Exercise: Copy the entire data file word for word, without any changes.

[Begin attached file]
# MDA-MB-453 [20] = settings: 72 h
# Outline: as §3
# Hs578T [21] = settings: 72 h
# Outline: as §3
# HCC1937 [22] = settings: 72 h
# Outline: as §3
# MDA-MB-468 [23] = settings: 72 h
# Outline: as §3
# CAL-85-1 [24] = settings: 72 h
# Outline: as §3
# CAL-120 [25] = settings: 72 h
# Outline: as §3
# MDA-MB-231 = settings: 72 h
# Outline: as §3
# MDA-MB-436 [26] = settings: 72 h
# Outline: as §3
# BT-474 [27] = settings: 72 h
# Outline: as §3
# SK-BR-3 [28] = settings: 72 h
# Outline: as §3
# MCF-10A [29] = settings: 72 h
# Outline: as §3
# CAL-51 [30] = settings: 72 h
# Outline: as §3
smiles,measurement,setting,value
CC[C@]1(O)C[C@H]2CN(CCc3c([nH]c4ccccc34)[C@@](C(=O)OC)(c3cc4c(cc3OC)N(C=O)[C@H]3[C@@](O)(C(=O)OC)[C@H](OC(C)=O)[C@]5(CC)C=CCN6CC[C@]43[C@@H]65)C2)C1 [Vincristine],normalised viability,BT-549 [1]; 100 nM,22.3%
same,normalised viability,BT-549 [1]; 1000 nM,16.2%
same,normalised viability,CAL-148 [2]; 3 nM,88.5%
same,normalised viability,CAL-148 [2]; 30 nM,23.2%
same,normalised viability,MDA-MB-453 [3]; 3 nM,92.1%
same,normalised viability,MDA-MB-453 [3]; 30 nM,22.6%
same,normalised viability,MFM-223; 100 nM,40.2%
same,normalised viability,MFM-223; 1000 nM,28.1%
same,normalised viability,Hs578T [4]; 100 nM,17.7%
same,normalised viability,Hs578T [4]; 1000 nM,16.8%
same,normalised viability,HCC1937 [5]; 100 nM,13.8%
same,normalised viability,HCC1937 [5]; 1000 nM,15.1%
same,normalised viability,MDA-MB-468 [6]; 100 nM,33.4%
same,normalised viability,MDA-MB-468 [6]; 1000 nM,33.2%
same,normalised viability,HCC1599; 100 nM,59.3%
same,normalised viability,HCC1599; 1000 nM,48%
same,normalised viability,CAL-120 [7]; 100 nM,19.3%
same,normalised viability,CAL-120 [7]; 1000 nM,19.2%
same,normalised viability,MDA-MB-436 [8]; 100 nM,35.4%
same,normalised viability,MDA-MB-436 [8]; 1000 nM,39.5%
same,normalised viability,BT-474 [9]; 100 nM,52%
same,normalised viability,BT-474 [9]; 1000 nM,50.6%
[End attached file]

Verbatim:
# MDA-MB-453 [20] = settings: 72 h
# Outline: as §3
# Hs578T [21] = settings: 72 h
# Outline: as §3
# HCC1937 [22] = settings: 72 h
# Outline: as §3
# MDA-MB-468 [23] = settings: 72 h
# Outline: as §3
# CAL-85-1 [24] = settings: 72 h
# Outline: as §3
# CAL-120 [25] = settings: 72 h
# Outline: as §3
# MDA-MB-231 = settings: 72 h
# Outline: as §3
# MDA-MB-436 [26] = settings: 72 h
# Outline: as §3
# BT-474 [27] = settings: 72 h
# Outline: as §3
# SK-BR-3 [28] = settings: 72 h
# Outline: as §3
# MCF-10A [29] = settings: 72 h
# Outline: as §3
# CAL-51 [30] = settings: 72 h
# Outline: as §3
smiles,measurement,setting,value
CC[C@]1(O)C[C@H]2CN(CCc3c([nH]c4ccccc34)[C@@](C(=O)OC)(c3cc4c(cc3OC)N(C=O)[C@H]3[C@@](O)(C(=O)OC)[C@H](OC(C)=O)[C@]5(CC)C=CCN6CC[C@]43[C@@H]65)C2)C1 [Vincristine],normalised viability,BT-549 [1]; 100 nM,22.3%
same,normalised viability,BT-549 [1]; 1000 nM,16.2%
same,normalised viability,CAL-148 [2]; 3 nM,88.5%
same,normalised viability,CAL-148 [2]; 30 nM,23.2%
same,normalised viability,MDA-MB-453 [3]; 3 nM,92.1%
same,normalised viability,MDA-MB-453 [3]; 30 nM,22.6%
same,normalised viability,MFM-223; 100 nM,40.2%
same,normalised viability,MFM-223; 1000 nM,28.1%
same,normalised viability,Hs578T [4]; 100 nM,17.7%
same,normalised viability,Hs578T [4]; 1000 nM,16.8%
same,normalised viability,HCC1937 [5]; 100 nM,13.8%
same,normalised viability,HCC1937 [5]; 1000 nM,15.1%
same,normalised viability,MDA-MB-468 [6]; 100 nM,33.4%
same,normalised viability,MDA-MB-468 [6]; 1000 nM,33.2%
same,normalised viability,HCC1599; 100 nM,59.3%
same,normalised viability,HCC1599; 1000 nM,48%
same,normalised viability,CAL-120 [7]; 100 nM,19.3%
same,normalised viability,CAL-120 [7]; 1000 nM,19.2%
same,normalised viability,MDA-MB-436 [8]; 100 nM,35.4%
same,normalised viability,MDA-MB-436 [8]; 1000 nM,39.5%
same,normalised viability,BT-474 [9]; 100 nM,52%
same,normalised viability,BT-474 [9]; 1000 nM,50.6%